My love for anything and everything Victorian has helped me embrace this novel set in the Regency Period, and so, naturally I fell in love with this timeless piece. This story of the very different Dashwood sisters and their clashing tastes in their choices of men to love, was endearing as well as very frustrating at times. Just when I thought the obvious about Colonel Brandon, Edward or Willoughby- the story took a different turn just to add to the intrigue of it all; classic Austen at its best.
The story revolves around love-sickness, love-triangles, a marriage of convenience, age and love, differences of choices and opinions, wealth and social status, influence, family conflict, secret-filled pasts and ultimately'and appropriately so: sense and sensibility. I'm still not sure which of the sisters I concurred with the most; Elinor or Marianne... Austen brilliantly shifts us from one perception to the other while embracing both depending on the situation. Ultimately the girls' reconciliation and love for eachother blends the disparities of state helping them come to terms with their own serenity. Love can then be found and accepted under a new light.
Sense and Sensibility is a light read embedded with deeper meaning that brings comfort, peaks interest and offers a colourful variety of figures (the comical busy-body Miss Jennings is indeed very special!) On the whole, this read meshed excitement, passion, drama as well as 'sagesse' in the lives of two otherwise very ordinary ladies of the times. The book doesn't skip a beat with essential meanings and turn of events within every paragraph- With this one, you won't want to blink:)
One can never get enough of elegantly written suspense-filled love twists and pangs. At least I can't- Loved it!
on December 12, 2013
This is a really good edition of this story. I read this story for the first time using a different edition but this edition has a really helpful set of notes to really help the reader get all they can out of the story (those little things that our modern sensibilities have lost). Only drawback of this version is that the paper was not as white as it could have been leading to a poor contrast.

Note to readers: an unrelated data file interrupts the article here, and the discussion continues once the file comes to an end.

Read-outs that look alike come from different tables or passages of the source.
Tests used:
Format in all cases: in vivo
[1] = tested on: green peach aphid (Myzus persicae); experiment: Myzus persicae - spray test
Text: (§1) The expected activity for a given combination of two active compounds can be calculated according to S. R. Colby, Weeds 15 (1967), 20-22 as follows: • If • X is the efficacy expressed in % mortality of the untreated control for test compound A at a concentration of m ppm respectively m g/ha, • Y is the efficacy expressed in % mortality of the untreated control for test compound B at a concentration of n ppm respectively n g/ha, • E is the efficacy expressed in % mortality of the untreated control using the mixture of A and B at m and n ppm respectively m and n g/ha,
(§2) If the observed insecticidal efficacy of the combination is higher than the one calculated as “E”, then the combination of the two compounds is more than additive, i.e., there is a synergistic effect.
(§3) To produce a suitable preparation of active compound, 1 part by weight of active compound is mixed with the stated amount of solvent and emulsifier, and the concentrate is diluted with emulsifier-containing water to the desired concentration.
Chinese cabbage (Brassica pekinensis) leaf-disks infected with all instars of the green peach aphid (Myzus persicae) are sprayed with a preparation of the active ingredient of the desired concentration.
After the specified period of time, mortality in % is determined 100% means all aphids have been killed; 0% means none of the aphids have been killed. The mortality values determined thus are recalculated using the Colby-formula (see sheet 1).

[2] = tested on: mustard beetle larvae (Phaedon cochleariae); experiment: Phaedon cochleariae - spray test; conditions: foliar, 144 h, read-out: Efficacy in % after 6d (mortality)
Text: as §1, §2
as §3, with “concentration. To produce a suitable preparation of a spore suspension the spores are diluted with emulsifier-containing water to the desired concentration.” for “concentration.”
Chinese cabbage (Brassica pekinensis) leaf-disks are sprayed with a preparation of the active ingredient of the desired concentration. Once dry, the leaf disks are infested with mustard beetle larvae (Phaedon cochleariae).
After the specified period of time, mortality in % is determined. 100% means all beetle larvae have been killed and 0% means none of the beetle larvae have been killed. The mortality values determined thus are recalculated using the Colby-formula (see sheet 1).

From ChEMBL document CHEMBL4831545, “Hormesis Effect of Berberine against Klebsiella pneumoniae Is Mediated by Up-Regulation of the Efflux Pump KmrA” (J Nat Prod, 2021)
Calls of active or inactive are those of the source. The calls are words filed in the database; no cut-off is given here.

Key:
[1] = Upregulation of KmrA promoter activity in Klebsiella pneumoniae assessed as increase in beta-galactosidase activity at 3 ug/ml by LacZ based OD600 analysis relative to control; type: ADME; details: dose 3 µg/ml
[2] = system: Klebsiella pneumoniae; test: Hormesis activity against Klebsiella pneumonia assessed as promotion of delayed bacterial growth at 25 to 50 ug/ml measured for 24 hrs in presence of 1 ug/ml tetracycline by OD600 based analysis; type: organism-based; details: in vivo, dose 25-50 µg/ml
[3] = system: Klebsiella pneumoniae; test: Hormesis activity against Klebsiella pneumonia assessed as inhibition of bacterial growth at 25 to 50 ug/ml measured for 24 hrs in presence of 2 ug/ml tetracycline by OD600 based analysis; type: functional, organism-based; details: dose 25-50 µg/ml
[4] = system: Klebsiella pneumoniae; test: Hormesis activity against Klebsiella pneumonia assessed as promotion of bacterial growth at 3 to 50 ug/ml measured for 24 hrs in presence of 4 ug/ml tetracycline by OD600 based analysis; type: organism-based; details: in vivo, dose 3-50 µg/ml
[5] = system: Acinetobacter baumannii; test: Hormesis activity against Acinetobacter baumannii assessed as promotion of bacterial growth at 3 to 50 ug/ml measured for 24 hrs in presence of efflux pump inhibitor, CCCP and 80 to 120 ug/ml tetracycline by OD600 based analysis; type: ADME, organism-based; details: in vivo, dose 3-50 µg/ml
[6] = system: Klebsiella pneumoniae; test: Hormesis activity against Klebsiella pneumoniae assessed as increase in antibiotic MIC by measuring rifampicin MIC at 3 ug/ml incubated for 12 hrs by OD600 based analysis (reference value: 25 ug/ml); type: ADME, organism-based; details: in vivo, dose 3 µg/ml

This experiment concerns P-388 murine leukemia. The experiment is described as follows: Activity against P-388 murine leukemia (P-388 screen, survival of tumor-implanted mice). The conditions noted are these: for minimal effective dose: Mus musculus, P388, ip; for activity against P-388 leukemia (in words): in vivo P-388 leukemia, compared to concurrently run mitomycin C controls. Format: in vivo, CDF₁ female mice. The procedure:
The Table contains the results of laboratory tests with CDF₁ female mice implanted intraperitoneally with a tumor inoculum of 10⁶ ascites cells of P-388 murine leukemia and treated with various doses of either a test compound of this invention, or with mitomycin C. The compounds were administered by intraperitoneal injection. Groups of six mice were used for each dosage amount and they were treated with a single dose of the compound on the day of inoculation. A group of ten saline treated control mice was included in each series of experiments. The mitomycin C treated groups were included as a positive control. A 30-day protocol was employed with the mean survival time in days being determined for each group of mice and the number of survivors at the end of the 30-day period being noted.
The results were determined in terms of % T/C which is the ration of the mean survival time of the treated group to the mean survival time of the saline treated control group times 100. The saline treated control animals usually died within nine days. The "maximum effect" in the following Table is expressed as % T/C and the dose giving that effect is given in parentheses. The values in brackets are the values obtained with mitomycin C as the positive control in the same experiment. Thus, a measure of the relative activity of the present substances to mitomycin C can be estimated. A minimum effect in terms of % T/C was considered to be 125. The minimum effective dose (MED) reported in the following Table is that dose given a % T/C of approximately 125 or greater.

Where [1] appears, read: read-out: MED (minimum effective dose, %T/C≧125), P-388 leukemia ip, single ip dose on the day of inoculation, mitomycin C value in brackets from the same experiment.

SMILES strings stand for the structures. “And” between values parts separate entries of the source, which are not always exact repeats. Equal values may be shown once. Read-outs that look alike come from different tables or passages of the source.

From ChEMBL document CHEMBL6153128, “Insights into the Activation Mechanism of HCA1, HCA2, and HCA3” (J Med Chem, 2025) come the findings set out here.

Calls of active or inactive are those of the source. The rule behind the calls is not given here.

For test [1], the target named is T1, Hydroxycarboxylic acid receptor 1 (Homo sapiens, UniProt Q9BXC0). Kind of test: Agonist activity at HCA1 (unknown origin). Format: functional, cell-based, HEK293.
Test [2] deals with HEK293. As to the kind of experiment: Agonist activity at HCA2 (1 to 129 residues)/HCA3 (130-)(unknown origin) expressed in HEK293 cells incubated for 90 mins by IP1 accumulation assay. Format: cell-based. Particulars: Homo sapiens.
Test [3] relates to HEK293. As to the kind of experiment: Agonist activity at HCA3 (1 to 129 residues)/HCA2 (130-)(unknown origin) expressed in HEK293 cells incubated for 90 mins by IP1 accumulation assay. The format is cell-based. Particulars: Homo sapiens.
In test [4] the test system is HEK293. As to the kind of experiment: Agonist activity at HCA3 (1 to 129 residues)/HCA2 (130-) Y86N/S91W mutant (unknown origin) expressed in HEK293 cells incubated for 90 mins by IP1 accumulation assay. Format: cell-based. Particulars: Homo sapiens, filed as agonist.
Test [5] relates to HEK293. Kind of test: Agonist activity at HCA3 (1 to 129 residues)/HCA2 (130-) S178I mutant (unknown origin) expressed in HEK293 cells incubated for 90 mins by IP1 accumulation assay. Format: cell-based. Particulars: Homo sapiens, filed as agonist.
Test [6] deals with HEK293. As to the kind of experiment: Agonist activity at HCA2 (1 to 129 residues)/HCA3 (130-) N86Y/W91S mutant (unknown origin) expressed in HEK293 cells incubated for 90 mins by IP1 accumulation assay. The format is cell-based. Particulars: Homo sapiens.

on June 30, 2013
The first of her published novels, Sense and Sensibility tells the story of Dashwood sister’s Elinor and Marianne who although basically penniless, are determined to move towards what they believe to be the perfect love. Marianne being thoroughly romantic and ardent in her vision is ready to die for love, but Elinor is more thoughtful and self-controlled and puts much more sense into it. They will each have to overcome grief and despair to achieve what they hope will be marital bliss.
In my opinion, this first novel of Austen is by far her most romantic and depicts sisterly love in a beautiful way. Each time I read it, I can help but feeling for either of the sisters as they grow apart or closer in their quest for Edward Ferrars or John Willoughby. The whole novel is well plotted, not matter what some people have said about the unraveling of the love triangle that is Lucy Steele, Elinor and Edward. And even though every deadly romantic individual will hope for a happy ending in between Marianne and Willoughby, I find that her marrying sensible Colonel Brandon, although almost twice her senior, is much more suitable than her ending with Willoughby.
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I've been considering getting one of Jane Austen book for a few years now but I never did so far. Yes I am honestly saying to you that I have never read one of her book before. When I had the opportunity of reviewing a new edition of Sense and Sensibility, I thought it was the perfect opportunity of revising this lack in my bookworm life.